Imagine, L’anse aux Meadows, Great Northern Peninsula of Newfoundland, Canada is the land of first contact in North America by Europeans. Home of the only authentic Norse site in North America, where the Vikings came over 1,000 years ago and worthy of World UNESCO Heritage status.
A population of just a couple dozen residents today, this tiny community is truly Where the World Came Full Circle. It is the place where humanity met for the very first time, an event more than 100,000 years in the making. When the continents broke apart, people went left and people went right. Europeans reached Iceland and then Greenland and finally settled at L’Anse aux Meadows. It was there they met those who went right, our indigenous population of Newfoundland and Labrador. We have documentation of 5,000 years of their presence, only to connect for the first time 1,000 years ago with those who went left. This is the much bigger story of this ancient and meaningful place that must be told.
L’Anse Aux Meadows UNESCO Site
Annually 30,000 people flock to L’Anse aux Meadows from May-September. The Parks Canada experience is truly something that should be on your bucket list. The interpretation centre offers guided tours in French and English, a film in the theatre, artifacts and storyboards are on display, there are walking trails, get up close and personal to where the ancient mounds were and lets not forget the art and encounters with Vikings along the way. Also, the very talented local, Loretta Decker, has handmade Viking troll dolls available at the Heritage Shoppe. If you have time, take in an evening of Stories and Sagas.
Norstead Viking Village & Port of Trade
This social enterprise is the ultimate hands on experience of how to live like a Viking. A fascinating open air museum, boasting the Snorri replica that sailed from Iceland to Greenland to L’Anse aux Meadows in the year 2,000 in the boathouse.
The local re-enactors can read you fortune using ruin stones, cook up a meal by the fire, make nails at the forge, teach you axe throwing for entertainment and skill, play nine man mill, or show you how to weave or knit with one needle. They have animals, a potter’s studio, gift shop and more onsite. Visitation increased by more than 2,000 additional people last year, which is no surprise to me given their exceptional public offering.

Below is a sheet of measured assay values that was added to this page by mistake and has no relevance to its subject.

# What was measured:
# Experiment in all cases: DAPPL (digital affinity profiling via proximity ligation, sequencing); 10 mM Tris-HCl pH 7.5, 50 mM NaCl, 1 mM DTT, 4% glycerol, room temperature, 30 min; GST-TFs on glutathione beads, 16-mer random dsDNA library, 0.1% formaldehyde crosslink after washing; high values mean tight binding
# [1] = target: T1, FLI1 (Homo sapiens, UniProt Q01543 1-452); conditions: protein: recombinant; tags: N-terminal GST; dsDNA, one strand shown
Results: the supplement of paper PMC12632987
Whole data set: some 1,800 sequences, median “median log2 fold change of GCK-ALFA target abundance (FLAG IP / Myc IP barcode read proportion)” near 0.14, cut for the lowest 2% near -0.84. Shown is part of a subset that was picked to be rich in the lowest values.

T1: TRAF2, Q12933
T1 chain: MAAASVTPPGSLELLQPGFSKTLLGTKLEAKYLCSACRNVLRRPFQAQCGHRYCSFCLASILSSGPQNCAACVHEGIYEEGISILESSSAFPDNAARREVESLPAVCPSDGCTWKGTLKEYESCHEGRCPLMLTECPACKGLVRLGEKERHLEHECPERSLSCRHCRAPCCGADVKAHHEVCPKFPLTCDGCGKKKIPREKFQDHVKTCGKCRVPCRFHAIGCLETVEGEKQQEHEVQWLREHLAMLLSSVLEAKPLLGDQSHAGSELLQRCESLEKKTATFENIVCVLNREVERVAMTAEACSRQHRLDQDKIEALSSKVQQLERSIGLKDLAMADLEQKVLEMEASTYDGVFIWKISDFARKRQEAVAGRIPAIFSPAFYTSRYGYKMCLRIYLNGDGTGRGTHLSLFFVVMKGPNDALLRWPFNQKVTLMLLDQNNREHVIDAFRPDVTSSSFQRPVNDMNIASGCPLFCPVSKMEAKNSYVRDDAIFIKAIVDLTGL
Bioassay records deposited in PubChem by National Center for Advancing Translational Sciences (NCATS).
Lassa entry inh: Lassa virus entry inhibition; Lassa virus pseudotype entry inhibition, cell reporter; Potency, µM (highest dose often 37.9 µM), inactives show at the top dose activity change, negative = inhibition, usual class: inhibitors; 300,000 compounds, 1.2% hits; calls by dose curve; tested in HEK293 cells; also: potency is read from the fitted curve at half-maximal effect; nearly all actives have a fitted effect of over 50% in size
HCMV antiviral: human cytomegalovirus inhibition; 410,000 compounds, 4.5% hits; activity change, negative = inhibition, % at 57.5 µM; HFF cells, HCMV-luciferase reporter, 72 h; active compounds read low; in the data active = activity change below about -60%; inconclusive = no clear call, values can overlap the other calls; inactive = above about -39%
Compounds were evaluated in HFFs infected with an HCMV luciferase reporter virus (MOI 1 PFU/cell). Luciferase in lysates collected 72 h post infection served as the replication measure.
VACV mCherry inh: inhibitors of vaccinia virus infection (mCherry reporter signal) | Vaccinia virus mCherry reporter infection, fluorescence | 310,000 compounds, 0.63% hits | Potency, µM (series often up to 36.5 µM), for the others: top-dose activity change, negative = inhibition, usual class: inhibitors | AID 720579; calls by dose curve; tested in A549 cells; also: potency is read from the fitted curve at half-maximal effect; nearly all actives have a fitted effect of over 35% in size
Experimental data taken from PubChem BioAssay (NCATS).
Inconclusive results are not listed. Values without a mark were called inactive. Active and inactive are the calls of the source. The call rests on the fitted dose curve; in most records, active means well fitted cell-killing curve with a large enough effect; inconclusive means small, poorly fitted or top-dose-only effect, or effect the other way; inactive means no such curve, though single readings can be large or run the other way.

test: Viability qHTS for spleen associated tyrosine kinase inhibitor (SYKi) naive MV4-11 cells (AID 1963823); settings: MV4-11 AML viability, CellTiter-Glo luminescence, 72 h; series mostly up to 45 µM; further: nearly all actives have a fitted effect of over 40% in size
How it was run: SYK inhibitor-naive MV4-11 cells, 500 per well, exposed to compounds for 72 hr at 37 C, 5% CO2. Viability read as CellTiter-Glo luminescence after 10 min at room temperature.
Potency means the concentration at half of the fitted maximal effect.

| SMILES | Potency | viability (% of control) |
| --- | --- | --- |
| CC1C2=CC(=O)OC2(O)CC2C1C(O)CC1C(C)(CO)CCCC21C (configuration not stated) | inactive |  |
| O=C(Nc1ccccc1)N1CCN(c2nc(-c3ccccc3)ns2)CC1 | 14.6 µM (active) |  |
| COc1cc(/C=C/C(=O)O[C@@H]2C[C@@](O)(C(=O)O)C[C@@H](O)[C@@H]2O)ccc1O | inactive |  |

Norsemen Restaurant & Gaia Art Gallery
Fine dining with lots of local offerings and fresh ingredients at the Norsemen. It is one of the many exceptional restaurants along Route 436. An offering of musical entertainment during dinner meals and a perfect view if you are lucky during lunch. I recommend a martini with local berries and iceberg ice to start.
I enjoy the Art Gallery, lots of handmade and local products, especially the carvings. Exhibition space and direct sales for our artists is complimentary, providing another unique experience when visiting the Great Northern Peninsula.
There are five additional food offerings on/along Route 436 that come highly recommended:
- The Daily Catch, St. Lunaire-Griquet – profiled in the Globe & Mail for exceptional seafood offerings
- Café Nymphe, St. Lunaire-Griquet – located at Dark Tickle Company, a wildberry economusee that has an exceptionally sampling of teas, berry drinks and more
- Snow’s Take-Out, St. Lunaire-Griquet – home to Herb’s famous chicken. For the traveler interest in something fast and to take-a-way.
- Northern Delight Restaurant, Gunner’s Cove – a large family restaurant, with broad menu offering. They celebrate their Viking burgers, seafood and entertainment – don’t miss Mummer’s Night!
- Burnt Cape Café, Raleigh – a local flavouring of moose burgers, sandwiches and also gourmet experience, with Chef seafood specialties.
Skipper Hot’s Lounge in Straitsview is also a must if you want to experience the music at our local watering hole. The Skipper Hot’s band is performing Thursday-Sunday throughout the summer. They do Screech-ins and host kitchen parties and special events.